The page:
Broomer 05 Yves LeveilleThe Montreal mainstream is well represented by two very different pianist-composers’ new releases on the Effendi label. On Essences Des Bois (Effendi Records FND131 effendirecords.com), Yves Léveillé puts composition and orchestration solidly in the foreground, crafting strong melodies and moods for a septet that features a quartet of different winds, most of them high pitched. With Roberto Murray on soprano and alto saxophones, François Richard on flute and alto flute, Marjorie Tremblay on oboe and English horn and Simon Aldrich on clarinet and bass clarinet, Léveillé develops ensembles that are both light and distinctive. His work often has the character of chamber music (Les Six come to mind), enhancing its cool jazz dimension with more current modal harmonies. Each of the players is an accomplished soloist, evident here in individual features. While it’s often pleasant enough to drift toward the background, sudden inspired bursts keep a listener engaged.

Broomer 06 Vincent GagnonWorking in a more conventional quintet format on Tome 3: Errances (Effendi Records FND132), Vincent Gagnon brings great energy, drive and spontaneity to his work, whether exploring extended ballads or dense up-tempos, often with a Middle Eastern tinge. He has a powerful rhythm section in bassist Guillaume Bouchard and drummer Michel Lambert and a fine saxophonist in the smooth-toned Alain Boies, but it’s really tenor saxophonist Michel Côté who draws the most attention other than the pianist. Côté has a distinctive sound, a rough gauze-like quality that’s especially effective on Gagnon ballads like “Ce qu’il reste de la nuit” and “Parfois l’aube.” Gagnon uses repeated phrases in his solos, building tension and a cumulative energy that presses this music forward. It’s particularly effective on “Baltique Karma. ”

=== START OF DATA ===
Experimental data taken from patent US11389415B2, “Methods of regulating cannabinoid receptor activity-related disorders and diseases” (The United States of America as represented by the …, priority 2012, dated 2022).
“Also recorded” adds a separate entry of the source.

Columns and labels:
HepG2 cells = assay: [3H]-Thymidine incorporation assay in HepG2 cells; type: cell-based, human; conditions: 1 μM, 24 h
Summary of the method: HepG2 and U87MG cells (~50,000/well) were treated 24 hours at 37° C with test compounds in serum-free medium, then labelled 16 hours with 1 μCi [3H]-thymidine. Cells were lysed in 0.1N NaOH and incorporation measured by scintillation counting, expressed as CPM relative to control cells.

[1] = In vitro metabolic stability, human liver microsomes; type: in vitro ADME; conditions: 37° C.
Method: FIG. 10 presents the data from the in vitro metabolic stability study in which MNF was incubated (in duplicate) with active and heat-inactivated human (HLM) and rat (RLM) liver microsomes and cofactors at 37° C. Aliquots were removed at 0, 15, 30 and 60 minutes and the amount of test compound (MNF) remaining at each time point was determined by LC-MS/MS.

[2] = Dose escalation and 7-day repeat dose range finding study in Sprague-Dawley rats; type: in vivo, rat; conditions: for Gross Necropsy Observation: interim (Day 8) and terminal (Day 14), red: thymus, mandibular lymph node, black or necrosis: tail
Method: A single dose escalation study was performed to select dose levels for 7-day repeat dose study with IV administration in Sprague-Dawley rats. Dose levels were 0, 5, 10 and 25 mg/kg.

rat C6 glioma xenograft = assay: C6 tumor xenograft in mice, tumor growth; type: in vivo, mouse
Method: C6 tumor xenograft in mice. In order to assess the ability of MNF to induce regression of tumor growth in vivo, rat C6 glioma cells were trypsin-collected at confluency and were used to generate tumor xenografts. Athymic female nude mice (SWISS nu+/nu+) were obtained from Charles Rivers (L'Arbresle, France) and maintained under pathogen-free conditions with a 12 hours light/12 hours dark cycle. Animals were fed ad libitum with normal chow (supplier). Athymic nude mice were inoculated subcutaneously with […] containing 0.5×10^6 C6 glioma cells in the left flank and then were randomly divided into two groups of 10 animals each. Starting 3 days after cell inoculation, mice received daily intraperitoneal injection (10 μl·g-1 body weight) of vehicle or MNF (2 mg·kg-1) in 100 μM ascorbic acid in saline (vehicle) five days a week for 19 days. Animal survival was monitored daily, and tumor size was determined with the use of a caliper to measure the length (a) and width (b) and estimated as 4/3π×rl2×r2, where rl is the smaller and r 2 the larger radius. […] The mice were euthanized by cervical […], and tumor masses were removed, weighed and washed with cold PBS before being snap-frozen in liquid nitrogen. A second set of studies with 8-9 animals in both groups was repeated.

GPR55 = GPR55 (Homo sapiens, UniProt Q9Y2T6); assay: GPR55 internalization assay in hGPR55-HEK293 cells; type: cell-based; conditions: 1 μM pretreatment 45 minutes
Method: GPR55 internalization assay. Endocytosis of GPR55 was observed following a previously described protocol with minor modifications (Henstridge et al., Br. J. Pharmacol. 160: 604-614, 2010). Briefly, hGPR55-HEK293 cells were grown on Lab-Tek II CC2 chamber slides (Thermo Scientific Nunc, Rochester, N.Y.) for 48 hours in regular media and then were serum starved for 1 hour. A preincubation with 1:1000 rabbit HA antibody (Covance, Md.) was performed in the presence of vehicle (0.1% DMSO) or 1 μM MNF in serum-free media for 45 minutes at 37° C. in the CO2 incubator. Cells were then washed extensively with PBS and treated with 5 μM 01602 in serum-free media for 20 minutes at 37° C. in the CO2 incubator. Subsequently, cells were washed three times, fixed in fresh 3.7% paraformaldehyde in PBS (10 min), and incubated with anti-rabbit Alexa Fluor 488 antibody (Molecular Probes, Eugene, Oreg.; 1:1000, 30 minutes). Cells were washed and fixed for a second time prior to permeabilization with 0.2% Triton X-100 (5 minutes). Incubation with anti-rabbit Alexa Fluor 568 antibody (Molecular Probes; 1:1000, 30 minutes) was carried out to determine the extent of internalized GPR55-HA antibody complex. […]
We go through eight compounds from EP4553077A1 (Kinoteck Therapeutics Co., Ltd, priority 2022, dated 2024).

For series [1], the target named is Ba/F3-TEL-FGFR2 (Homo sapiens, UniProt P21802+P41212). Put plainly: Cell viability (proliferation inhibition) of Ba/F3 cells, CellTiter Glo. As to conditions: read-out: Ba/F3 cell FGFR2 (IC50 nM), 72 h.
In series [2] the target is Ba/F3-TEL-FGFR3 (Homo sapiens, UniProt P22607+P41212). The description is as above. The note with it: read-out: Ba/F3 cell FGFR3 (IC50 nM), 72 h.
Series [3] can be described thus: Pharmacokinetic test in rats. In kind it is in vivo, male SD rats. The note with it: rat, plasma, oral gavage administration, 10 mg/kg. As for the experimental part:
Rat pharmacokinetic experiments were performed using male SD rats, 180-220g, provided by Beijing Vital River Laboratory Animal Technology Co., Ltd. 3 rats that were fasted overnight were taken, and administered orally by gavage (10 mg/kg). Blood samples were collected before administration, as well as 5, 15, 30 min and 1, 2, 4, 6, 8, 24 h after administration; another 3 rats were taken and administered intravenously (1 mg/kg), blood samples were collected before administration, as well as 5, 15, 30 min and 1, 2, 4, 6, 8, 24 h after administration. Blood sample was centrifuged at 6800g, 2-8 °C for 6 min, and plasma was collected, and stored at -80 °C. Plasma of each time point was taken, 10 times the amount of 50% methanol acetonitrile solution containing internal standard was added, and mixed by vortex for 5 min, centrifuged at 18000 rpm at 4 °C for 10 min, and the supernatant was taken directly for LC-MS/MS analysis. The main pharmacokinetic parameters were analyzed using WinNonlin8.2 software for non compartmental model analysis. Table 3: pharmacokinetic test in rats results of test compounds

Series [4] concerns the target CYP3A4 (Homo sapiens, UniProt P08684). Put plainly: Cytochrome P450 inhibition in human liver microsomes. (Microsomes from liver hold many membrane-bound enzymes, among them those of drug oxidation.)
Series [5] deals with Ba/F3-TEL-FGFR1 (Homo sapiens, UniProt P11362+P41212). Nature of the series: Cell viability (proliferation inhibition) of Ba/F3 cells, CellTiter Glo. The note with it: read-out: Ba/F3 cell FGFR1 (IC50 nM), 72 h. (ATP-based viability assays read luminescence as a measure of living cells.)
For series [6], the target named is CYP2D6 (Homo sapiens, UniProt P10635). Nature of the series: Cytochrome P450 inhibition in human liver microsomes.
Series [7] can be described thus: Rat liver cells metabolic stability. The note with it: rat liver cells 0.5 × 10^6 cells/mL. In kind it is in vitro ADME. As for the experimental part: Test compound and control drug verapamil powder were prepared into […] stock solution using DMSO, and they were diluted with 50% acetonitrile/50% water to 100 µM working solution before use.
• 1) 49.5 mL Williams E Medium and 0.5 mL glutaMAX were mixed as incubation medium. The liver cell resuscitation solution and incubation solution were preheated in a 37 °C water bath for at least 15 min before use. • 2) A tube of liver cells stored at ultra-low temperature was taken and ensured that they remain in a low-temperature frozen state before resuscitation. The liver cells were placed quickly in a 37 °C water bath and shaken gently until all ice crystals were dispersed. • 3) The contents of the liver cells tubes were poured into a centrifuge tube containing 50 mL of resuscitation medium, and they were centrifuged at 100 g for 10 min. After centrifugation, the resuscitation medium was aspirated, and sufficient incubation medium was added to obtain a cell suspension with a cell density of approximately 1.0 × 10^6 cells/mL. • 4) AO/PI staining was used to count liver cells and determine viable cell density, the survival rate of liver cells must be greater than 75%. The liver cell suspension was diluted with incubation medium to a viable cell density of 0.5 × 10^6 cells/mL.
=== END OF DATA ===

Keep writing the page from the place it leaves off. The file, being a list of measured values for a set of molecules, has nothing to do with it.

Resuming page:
Clarity – Music of Clare Fischer - Roseanna Vitro

05 Jazz 04 Roseanna VitroClarity – Music of Clare Fischer
Roseanna Vitro
Random Acts Records RAR1016CD (randomactrecords.com)

With the passing of gifted Los Angeles-based composer/arranger/keyboardist Clare Fischer, not only did El Lay lose one of its top creative innovators, but the international music community also lost an artist who, since his 1962 LP Bossa Nova Jazz Samba with the late Bud Shank, had consecrated himself to the genres of Afro-Carribbean, Brazilian and a wide variety of Centro/Sul American Musics – notably represented in his 1981 GRAMMY-winning Clare Fischer and Salsa Picante Present 2 + 2.

With the release of her latest recording, NYC jazz vocalist/educator/composer/arranger Roseanna Vitro (along with producer Paul Wickliffe) has not only framed a gorgeous tribute to the work of Fischer, but has successfully expanded the jazz canon by deftly mining the exquisite, harmonically complex music that is Clare Fischer’s legacy. The CD includes six of Fischer’s never previously sung compositions (some with new original lyrics), and is also the first and only vocal book developed by a solo singer of his music.

Accompanying Vitro on this remarkable journey are her longtime collaborators, including pianist/arranger Mark Soskin as well as Weather Report percussionist Mino Cinelu. Standout tracks include a fresh, percussive, scat-filled take on “Morning” and also “Life’s Journey,” which features a complex, rhythmic arrangement and dynamic work by violinist Sara Caswell and pianist Soskin. One track stands alone in its perfection – the deeply moving ballad “Sleep My Child,” a flawless musical diamond around which Vitro wraps her rich, luxurious contralto.